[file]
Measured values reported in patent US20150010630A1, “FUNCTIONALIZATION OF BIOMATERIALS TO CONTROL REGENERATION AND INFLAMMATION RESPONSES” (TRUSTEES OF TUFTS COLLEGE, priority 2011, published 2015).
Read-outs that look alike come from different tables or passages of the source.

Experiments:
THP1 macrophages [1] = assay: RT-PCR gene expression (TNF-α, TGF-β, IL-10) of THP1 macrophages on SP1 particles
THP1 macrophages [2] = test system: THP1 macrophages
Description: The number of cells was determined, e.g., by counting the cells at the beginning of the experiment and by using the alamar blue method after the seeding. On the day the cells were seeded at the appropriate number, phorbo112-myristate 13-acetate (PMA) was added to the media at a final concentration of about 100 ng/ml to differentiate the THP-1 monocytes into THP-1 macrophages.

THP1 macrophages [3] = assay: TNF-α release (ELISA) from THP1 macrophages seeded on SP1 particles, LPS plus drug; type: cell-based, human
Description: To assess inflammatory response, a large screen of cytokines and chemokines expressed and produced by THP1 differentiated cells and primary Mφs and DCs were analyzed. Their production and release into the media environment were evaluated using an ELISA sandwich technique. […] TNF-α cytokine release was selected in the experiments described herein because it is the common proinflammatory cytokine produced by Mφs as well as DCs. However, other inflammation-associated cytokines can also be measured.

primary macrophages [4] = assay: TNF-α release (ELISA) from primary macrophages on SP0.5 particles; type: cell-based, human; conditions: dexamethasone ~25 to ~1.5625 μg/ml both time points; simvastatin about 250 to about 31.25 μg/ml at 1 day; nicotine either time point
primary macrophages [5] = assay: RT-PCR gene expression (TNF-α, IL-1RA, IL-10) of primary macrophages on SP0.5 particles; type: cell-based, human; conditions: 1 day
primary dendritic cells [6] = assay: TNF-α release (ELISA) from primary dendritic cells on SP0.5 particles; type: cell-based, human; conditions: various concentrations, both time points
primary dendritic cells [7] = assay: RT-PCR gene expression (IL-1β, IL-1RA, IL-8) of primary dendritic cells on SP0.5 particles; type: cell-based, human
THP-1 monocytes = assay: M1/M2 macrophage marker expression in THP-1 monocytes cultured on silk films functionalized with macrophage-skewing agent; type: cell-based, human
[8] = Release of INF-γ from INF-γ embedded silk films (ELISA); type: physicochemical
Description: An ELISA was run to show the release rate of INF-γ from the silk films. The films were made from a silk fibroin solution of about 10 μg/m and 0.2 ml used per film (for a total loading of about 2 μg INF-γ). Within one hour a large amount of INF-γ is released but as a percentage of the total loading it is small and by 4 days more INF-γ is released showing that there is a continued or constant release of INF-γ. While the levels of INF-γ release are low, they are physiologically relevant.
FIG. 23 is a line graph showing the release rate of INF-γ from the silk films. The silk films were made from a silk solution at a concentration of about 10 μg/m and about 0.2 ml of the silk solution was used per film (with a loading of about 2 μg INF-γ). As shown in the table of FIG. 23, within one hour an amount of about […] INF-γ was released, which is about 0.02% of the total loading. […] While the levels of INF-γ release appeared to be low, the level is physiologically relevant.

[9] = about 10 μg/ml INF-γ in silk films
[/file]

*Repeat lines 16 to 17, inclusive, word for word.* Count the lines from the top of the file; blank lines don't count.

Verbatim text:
FIG. 23 is a line graph showing the release rate of INF-γ from the silk films. The silk films were made from a silk solution at a concentration of about 10 μg/m and about 0.2 ml of the silk solution was used per film (with a loading of about 2 μg INF-γ). As shown in the table of FIG. 23, within one hour an amount of about […] INF-γ was released, which is about 0.02% of the total loading. […] While the levels of INF-γ release appeared to be low, the level is physiologically relevant.

[9] = about 10 μg/ml INF-γ in silk films